first thing I saw was Alan's steadfast face above me, stern set and anxious, but unfaltering in gaze forward, and under me bounded the free stride of his great charger as though the double burden was nothing. Alan's left arm was round me, and I was across his saddle, while he was mounted behind it. He had no helm, and a stream of blood was across his face, and an arrow, caught by the point in the rings of his mail, rattled from his breast. His lance was gone, and his red sword hung by the sling from his wrist as he managed the bridle.
I stirred, and a smile came on his grim face.
"Art thyself again?" he said. "We are close on the camp."
Then he lifted his voice and shouted—I had a dim remembrance then that that shout had rung in my ears just as I came round—the old war-cry of his forebears at Hastings—and our knight's name.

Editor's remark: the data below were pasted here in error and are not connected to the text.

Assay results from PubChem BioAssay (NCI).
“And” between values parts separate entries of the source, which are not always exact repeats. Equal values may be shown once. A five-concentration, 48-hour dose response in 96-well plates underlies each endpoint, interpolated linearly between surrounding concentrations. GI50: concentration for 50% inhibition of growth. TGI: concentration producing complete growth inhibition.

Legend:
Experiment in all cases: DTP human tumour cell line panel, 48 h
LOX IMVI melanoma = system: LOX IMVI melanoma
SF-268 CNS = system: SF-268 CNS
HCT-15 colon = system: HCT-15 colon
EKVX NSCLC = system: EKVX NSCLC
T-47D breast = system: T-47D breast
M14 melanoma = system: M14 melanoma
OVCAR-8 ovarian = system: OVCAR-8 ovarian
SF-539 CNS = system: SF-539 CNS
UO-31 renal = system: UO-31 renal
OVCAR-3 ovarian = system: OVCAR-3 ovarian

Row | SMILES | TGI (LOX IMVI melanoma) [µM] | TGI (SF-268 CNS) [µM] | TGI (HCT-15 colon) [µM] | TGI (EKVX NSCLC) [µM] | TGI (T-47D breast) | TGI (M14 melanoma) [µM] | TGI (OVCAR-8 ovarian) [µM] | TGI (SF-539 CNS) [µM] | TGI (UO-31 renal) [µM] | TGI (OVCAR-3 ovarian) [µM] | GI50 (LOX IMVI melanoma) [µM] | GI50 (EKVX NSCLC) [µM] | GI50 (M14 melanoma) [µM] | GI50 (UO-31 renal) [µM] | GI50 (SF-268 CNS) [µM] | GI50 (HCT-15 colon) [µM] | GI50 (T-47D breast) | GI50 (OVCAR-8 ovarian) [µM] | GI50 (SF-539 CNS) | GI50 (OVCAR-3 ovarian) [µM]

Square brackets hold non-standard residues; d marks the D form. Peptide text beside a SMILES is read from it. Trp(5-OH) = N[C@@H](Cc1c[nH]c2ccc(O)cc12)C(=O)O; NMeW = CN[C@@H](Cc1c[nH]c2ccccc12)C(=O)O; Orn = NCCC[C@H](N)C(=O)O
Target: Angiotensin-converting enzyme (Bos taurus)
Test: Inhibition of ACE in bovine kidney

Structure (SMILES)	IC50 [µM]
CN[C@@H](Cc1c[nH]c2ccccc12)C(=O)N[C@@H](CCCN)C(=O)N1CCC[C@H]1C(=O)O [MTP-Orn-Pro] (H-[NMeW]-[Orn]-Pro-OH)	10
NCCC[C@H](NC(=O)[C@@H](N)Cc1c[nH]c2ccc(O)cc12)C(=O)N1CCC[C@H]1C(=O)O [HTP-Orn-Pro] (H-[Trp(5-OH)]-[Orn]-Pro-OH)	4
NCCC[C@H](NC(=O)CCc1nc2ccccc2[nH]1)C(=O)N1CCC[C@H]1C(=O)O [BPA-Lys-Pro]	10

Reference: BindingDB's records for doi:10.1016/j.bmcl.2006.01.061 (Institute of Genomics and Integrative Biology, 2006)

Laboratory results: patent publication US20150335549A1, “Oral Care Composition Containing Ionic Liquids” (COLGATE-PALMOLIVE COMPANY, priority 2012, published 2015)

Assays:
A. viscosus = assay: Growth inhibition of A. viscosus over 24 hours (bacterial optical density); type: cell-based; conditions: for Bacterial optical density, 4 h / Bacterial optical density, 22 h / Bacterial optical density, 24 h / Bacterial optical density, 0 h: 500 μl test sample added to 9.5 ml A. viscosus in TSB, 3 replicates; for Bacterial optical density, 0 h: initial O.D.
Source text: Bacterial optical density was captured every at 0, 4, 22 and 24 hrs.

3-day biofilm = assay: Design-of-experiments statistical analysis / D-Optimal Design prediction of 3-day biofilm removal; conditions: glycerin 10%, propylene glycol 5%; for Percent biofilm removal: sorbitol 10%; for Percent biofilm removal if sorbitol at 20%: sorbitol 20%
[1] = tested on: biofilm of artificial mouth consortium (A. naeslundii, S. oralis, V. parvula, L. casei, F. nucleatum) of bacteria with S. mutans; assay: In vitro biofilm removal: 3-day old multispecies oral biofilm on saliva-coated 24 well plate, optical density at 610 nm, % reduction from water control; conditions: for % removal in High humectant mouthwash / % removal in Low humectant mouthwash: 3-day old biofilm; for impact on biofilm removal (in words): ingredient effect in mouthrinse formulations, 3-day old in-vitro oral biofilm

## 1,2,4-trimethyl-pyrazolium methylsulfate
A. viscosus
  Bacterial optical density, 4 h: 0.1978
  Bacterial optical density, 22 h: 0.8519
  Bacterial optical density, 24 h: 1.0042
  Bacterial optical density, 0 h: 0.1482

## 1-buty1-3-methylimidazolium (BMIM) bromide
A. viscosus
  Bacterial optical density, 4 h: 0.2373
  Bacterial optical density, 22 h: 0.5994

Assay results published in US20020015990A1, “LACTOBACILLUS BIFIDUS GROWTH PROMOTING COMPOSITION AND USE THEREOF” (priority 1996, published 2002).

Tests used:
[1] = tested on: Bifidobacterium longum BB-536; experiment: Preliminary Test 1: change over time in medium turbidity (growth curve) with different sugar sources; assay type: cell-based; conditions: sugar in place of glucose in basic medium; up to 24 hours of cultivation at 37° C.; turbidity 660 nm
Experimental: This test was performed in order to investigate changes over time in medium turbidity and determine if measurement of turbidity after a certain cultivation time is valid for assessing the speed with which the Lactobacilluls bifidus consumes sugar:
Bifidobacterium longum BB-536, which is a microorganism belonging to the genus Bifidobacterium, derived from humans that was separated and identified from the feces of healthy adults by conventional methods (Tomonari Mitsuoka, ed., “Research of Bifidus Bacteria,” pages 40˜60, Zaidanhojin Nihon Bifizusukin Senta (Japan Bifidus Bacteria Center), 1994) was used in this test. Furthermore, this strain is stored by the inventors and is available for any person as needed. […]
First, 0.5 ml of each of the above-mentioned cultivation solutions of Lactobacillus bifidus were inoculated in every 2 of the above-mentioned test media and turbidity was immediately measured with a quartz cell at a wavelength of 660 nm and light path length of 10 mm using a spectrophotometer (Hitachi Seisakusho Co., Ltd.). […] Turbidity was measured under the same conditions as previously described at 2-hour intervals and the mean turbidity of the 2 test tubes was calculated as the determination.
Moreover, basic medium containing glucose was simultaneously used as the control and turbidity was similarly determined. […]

"Dex aïe—De Courci—ho!"
And a murmur and then a shouting rose as our men heard and understood, and a dozen knights spurred forward to meet us and brought us in, scattering to take the news to the leaders as we passed the line of entrenchments, so that our tidings went before us.
Alan took me to our tents, and there was Sir Richard waiting, as he buckled on his sword. With him were two or three more knights, who gazed constantly at the mist as if trying to pierce it. The men were getting to their appointed posts as the alarm spread, with a quietness that told of anything but panic.
"Ho, Alan, you have been in close action," our knight said anxiously. "Are you or Ralph hurt?"
"A brush with some wild Galloway kernes, nought more," Alan answered, lowering me carefully into the strong grasp of Jehan of Stowey. "Have a care of the hurt foot, Jehan. That is all that is amiss, Sir Richard."